Tenants are paying tens of thousands of dollars up front, offering to upgrade houses at their own expense and ditching much-loved pets in a bid to secure homes as the Sunshine Coast rental crisis escalates.
The wider impacts of the housing shortage are emerging as authorities and welfare agencies look for short and long-term solutions for those left on the outer.
Agents say they fear for their staff as rental applicants who have suffered multiple rejections target them in frustration.
A mother-of-four, who has lived on the Sunshine Coast for 35 years, told sunshinecoastnews.com.au that she had moved to Far North Queensland to find affordable accommodation.
She said she had a nine-year-old son with autism and had been living in a tent on the Coast since September with “the odd night in a motel when I could afford it so we can shower occasionally’’.
The mother said she had moved to FNQ where rent was much cheaper.
“I now need to find a new school, GP, psychologist, paediatrician, speech therapist and occupational therapist for my son,’’ she said.
“Life has been awful this last year. On the Coast, no one will rent to me and housing prices are beyond ridiculous for a mum on a carer’s pension.’’
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A property industry source said among those now at the top of the list when it came to winning “rental lotto’’ were cashed-up couples with good jobs and no children or pets.
The source said some tenants were offering $100 a week more than the advertised rate and six to 12 months’ rent up front. This would be $26,000 per annum at the average $500 a week rent.
A would-be tenant told sunshinecoastnews.com.au that having pets had made it harder for her to find a home, so she reluctantly gave them away. She ‘won’ a property after offering $40 per week more.
A landlord said that a year ago he had the choice of three applicants for his older-style, three-bedroom, one-bathroom rental property in the Sunshine Coast hinterland.
When the tenants advised they would be moving out, he advertised on a social media site and was bombarded with 100 messages in a matter of hours.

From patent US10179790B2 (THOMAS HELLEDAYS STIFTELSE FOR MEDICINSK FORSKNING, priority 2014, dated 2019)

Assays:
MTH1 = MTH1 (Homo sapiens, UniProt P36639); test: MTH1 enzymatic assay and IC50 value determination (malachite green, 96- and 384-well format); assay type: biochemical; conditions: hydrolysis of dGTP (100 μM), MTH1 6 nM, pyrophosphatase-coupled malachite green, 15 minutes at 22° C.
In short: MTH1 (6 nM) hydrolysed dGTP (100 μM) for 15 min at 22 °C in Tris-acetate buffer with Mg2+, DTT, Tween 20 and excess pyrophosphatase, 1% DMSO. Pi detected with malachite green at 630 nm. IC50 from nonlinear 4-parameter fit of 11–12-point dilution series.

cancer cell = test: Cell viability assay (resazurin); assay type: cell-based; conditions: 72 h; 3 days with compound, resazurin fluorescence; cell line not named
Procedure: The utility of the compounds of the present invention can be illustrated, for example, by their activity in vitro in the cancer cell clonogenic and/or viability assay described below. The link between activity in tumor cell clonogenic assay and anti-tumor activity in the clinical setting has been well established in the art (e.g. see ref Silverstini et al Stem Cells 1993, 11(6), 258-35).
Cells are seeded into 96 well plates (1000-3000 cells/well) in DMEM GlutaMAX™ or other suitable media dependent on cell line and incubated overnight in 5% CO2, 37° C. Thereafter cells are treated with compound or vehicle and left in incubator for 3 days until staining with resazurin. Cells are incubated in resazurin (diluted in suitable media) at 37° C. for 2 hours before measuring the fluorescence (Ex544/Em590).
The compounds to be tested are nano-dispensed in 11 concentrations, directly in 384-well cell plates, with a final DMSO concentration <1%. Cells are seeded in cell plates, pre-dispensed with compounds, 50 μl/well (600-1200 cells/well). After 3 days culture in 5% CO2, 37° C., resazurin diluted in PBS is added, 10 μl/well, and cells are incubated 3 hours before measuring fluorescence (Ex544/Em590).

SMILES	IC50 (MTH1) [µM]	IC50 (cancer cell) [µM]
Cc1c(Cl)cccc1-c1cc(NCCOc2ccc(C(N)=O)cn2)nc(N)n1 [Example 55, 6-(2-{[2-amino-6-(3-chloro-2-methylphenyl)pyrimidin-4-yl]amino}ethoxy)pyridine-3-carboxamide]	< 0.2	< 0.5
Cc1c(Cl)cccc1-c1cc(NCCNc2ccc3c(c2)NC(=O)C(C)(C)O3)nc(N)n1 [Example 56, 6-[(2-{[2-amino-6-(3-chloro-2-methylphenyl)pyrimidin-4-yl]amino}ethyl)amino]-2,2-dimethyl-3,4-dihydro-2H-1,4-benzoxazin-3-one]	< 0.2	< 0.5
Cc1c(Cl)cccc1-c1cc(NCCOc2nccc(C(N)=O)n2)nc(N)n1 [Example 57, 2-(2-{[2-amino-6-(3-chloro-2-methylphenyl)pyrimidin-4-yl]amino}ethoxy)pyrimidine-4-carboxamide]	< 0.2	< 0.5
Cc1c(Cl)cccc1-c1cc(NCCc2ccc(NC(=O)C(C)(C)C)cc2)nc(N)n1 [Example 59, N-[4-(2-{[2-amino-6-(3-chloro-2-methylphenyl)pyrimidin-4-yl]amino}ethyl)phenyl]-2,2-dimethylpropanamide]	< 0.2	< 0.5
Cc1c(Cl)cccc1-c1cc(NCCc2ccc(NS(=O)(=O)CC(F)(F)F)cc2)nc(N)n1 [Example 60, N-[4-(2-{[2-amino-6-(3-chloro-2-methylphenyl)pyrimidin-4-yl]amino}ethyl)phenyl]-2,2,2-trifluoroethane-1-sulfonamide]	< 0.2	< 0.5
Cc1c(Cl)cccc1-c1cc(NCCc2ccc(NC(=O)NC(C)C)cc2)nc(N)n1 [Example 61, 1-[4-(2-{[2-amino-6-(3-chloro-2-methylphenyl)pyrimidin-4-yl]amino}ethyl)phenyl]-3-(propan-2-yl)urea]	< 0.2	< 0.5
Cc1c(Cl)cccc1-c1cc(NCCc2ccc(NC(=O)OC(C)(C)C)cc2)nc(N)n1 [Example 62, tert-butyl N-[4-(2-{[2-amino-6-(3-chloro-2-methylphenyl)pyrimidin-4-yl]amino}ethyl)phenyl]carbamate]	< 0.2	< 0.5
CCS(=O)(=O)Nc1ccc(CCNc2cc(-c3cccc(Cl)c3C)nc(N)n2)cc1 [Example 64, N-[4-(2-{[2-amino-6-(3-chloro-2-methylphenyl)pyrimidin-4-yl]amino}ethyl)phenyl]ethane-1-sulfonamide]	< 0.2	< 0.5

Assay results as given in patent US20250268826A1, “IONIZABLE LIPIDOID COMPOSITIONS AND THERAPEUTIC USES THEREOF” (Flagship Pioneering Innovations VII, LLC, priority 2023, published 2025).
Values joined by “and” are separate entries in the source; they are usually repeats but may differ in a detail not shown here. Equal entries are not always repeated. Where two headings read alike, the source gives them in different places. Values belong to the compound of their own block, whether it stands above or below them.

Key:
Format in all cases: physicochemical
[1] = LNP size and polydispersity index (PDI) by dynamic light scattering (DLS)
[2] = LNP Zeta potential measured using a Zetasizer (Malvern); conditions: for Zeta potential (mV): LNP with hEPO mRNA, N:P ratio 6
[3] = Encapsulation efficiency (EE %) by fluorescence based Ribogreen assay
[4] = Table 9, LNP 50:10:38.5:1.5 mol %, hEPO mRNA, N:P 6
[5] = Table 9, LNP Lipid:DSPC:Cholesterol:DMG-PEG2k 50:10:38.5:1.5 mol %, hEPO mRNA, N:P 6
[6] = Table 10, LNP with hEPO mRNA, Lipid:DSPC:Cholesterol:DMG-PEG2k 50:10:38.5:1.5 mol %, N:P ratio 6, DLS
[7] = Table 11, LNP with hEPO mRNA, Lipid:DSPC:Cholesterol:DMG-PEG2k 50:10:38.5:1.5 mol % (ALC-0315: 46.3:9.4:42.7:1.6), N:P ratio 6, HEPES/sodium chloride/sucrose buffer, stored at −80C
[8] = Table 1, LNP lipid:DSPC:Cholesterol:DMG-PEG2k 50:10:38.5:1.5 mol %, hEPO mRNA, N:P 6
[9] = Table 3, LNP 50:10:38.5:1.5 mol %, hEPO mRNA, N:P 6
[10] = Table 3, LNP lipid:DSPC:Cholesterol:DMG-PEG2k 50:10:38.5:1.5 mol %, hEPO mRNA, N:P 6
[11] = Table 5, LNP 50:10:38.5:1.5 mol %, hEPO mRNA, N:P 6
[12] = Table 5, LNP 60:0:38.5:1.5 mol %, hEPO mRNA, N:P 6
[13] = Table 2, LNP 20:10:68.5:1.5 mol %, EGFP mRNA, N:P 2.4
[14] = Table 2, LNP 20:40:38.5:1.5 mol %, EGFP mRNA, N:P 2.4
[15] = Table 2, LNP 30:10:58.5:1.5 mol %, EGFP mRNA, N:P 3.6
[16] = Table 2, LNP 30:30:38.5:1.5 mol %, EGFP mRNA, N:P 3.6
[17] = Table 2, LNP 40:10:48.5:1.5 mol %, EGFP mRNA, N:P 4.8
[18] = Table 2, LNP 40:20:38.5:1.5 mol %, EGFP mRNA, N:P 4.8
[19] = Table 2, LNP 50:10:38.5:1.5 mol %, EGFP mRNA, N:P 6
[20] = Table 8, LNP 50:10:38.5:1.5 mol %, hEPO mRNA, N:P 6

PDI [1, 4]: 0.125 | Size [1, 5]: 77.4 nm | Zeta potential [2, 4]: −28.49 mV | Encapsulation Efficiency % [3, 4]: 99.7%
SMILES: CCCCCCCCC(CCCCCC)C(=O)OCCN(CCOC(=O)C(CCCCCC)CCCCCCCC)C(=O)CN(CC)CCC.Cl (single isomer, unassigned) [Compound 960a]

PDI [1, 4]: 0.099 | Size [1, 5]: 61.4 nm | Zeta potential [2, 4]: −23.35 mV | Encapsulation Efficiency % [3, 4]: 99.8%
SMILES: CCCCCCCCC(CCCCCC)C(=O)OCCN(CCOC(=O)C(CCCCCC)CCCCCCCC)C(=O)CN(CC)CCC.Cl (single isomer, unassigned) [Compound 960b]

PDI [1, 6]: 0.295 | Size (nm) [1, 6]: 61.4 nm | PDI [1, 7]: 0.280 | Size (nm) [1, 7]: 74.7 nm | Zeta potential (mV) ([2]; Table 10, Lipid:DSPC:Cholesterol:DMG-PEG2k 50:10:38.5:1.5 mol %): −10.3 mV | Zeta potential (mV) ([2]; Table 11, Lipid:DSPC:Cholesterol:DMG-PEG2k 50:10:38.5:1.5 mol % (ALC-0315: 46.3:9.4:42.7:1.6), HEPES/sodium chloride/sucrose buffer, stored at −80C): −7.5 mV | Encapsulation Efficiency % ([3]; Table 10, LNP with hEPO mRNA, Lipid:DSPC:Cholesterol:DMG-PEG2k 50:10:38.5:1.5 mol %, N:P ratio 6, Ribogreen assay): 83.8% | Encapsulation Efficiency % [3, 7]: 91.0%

“It was crazy. The difference in the market in just 12 months was staggering,’’ he said.
“We were offered $50 more than the $400-a-week we wanted and the really nice woman we went with was so determined to get the house she offered to have her husband paint it – inside and out – for free, as well as sand and oil the deck.
“We felt guilty taking the extra money, but they offered it and I suppose, in hindsight, we could have advertised it for $500 and been successful.’’
The landlord bought the property for $330,000 five years ago and said it had been recently valued at more than $500,000.
Prominent agent Luke Carter, of Harcourts Caloundra, said tempers were boiling over as people copped multiple rejections.
Mr Carter, whose firm handles 400 rental properties, said he had never seen such behaviour and staff had been subjected to abuse.
“It’s pure frustration, I understand that,” he said. “The other day a man in his 30s came in and had a complete meltdown. He blew up. He told us he had been rejected 27 times and wanted to know why he wasn’t good enough to get a property. It was very distressing for everyone.”
Mr Carter said that what spoke volumes when it came to owners approving tenants was the applicant’s rental history.
He said if there were incidents of late payments or arrears in the past, then that person faced an uphill battle in the current climate.
“Many people who are being turned down would not have been in the past. It’s really no fault of the applicant, it’s just that there are better candidates and very few properties.”
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